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How to Get Published Featured

 

 

Many people have come in to our library and asked, “How do you publish a book?” Well, once you’ve gone through the painstaking process of writing it, editing it, editing it again, revising it, and editing it some more, then you begin the next painstaking process:  finding a publisher.

 

            I am going to focus on three different kinds of publishing. First there is vanity publishing. Vanity publishing is great when you have something you want to hand out to fifty of your closest friends. For instance, before my great grandmother passed on, she chronicled her life and printed copies for each household. She had six children who went and had children, who went and had children, who are now just getting around to having children. Her concise biography is a coil-bound paper back. I’ve also seen that kind of printing become popular with hometown cookbooks, the kind where everyone in the community contributes a recipe or two. I had to contribute to one for a grade in middle school and it still sits on my mother’s kitchen hutch. You cannot find vanity published books here at the library or on Amazon. You have to buy them directly from the publisher and more often than not in large volumes. Lulu.com falls somewhere between self-publishing and vanity publishing but it is what I recommend for projects like cookbooks, family history books, and anything you want to share with your friends.

 

            Now self-publishing is not what it was seven years ago when I started trying to publish my first book! When I began, it was more like vanity publishing but more costly. I have not self-published so I only know what my friends have told me. With self-publishing, I find the bigger the company the better. I have heard nothing but good things about publishing with Create-a-space dot com! It is owned by Amazon and can offer you paperback books as well as eBooks. There is also Kindle Direct Publishing, which is publishing for free, but only Kindle eBooks. Self-publishing is great if your niche market is very small. For instance, you write for hairless cat owners who run hair salons! I can almost guarantee there’s one out there. Stop looking at me like I’m crazy! I can also almost guarantee there are very few publishers who know hairless cat owners who run hair salons and they will look at you like you are crazy. Maybe you own a hair salon and a hairless cat and have found others like you! Maybe you know people who run salons and a group of people who own hairless cats. Either way, when you’re self-published, it’s up to you to find you niche market and sell to them.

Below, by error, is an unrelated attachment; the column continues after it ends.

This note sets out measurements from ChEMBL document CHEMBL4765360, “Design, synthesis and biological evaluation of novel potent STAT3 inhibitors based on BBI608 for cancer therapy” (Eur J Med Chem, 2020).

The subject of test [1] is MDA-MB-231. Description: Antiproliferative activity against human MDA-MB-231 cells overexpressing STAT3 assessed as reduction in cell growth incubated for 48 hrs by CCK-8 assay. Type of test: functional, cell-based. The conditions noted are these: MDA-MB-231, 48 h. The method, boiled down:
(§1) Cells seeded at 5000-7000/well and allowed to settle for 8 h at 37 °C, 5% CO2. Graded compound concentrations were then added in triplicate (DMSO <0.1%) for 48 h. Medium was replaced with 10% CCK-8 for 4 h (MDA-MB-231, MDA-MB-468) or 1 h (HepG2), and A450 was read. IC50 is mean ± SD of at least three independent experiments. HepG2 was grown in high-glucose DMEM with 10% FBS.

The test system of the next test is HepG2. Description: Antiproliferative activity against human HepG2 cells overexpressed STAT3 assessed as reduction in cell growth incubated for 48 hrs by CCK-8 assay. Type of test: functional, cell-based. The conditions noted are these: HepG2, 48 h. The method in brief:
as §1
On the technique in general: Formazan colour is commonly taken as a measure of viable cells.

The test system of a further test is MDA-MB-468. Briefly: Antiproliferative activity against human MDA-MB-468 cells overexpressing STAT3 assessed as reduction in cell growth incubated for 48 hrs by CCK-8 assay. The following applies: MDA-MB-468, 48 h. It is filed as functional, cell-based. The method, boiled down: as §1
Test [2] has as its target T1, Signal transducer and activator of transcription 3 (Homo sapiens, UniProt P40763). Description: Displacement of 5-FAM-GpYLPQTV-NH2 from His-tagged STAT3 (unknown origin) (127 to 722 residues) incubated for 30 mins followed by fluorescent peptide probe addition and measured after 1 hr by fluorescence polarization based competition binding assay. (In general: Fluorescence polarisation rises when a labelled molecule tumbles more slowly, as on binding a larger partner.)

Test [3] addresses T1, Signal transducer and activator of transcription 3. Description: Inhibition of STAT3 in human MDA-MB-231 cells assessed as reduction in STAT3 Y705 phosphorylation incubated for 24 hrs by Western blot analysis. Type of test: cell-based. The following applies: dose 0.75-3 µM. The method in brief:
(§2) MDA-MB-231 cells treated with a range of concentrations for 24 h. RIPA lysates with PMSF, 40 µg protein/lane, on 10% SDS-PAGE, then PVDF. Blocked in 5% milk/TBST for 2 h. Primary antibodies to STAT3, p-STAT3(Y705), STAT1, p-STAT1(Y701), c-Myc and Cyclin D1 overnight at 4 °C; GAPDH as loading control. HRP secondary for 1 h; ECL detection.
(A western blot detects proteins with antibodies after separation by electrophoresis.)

I do not recommend using self-publishing to put your book out on the market faster. That being said, I had a friend who was ill and self-published her book in the space of a few months. The main problem I have with self-publishing is that the manuscripts released into the market are often unpolished. Even if your manuscript is polished gold, it’s going to be set up for sale next to a book that is decidedly not polished gold. (Think post-apocalyptic angel-vampires and the wrong there/their/they’re.) I know many avid readers who won’t pick up a book because it’s wearing the label “self-published.” When I started, again, seven years ago, I was told self-publishing is not how you begin a long career. I have seen that theory proven wrong more than once! (Go look up The Princess Saves Herself in This One.) I was told that a traditional publisher will not pick you up once they see that you have self-published in the past. I have also seen that theory disproven!